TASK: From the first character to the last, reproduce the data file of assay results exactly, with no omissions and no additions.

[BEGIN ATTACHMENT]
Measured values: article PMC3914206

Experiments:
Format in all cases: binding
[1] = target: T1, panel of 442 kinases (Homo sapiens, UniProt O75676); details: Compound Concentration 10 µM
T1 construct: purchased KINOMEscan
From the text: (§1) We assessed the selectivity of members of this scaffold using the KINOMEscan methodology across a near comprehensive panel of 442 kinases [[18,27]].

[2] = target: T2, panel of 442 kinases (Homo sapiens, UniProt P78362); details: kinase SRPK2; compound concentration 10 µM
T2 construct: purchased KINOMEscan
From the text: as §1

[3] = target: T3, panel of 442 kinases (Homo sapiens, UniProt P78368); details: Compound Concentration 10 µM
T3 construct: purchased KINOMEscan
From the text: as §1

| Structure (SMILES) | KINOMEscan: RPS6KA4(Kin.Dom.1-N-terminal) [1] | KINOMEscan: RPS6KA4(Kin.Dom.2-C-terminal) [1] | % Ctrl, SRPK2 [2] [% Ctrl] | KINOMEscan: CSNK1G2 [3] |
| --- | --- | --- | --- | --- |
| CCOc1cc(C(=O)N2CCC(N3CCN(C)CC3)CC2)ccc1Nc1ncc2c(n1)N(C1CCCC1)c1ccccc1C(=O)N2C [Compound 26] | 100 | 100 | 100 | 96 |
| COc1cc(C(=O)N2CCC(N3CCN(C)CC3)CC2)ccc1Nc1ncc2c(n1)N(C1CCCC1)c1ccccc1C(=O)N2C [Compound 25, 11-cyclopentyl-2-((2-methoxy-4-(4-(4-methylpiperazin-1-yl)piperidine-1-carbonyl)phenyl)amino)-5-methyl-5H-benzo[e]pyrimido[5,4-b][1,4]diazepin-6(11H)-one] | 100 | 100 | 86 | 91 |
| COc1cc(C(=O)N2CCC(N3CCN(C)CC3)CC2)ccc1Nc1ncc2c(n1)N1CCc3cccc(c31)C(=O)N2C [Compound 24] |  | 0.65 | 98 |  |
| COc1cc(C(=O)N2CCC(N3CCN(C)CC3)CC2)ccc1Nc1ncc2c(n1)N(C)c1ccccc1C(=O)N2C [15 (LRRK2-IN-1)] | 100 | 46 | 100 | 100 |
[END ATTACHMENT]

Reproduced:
Measured values: article PMC3914206

Experiments:
Format in all cases: binding
[1] = target: T1, panel of 442 kinases (Homo sapiens, UniProt O75676); details: Compound Concentration 10 µM
T1 construct: purchased KINOMEscan
From the text: (§1) We assessed the selectivity of members of this scaffold using the KINOMEscan methodology across a near comprehensive panel of 442 kinases [[18,27]].

[2] = target: T2, panel of 442 kinases (Homo sapiens, UniProt P78362); details: kinase SRPK2; compound concentration 10 µM
T2 construct: purchased KINOMEscan
From the text: as §1

[3] = target: T3, panel of 442 kinases (Homo sapiens, UniProt P78368); details: Compound Concentration 10 µM
T3 construct: purchased KINOMEscan
From the text: as §1

| Structure (SMILES) | KINOMEscan: RPS6KA4(Kin.Dom.1-N-terminal) [1] | KINOMEscan: RPS6KA4(Kin.Dom.2-C-terminal) [1] | % Ctrl, SRPK2 [2] [% Ctrl] | KINOMEscan: CSNK1G2 [3] |
| --- | --- | --- | --- | --- |
| CCOc1cc(C(=O)N2CCC(N3CCN(C)CC3)CC2)ccc1Nc1ncc2c(n1)N(C1CCCC1)c1ccccc1C(=O)N2C [Compound 26] | 100 | 100 | 100 | 96 |
| COc1cc(C(=O)N2CCC(N3CCN(C)CC3)CC2)ccc1Nc1ncc2c(n1)N(C1CCCC1)c1ccccc1C(=O)N2C [Compound 25, 11-cyclopentyl-2-((2-methoxy-4-(4-(4-methylpiperazin-1-yl)piperidine-1-carbonyl)phenyl)amino)-5-methyl-5H-benzo[e]pyrimido[5,4-b][1,4]diazepin-6(11H)-one] | 100 | 100 | 86 | 91 |
| COc1cc(C(=O)N2CCC(N3CCN(C)CC3)CC2)ccc1Nc1ncc2c(n1)N1CCc3cccc(c31)C(=O)N2C [Compound 24] |  | 0.65 | 98 |  |
| COc1cc(C(=O)N2CCC(N3CCN(C)CC3)CC2)ccc1Nc1ncc2c(n1)N(C)c1ccccc1C(=O)N2C [15 (LRRK2-IN-1)] | 100 | 46 | 100 | 100 |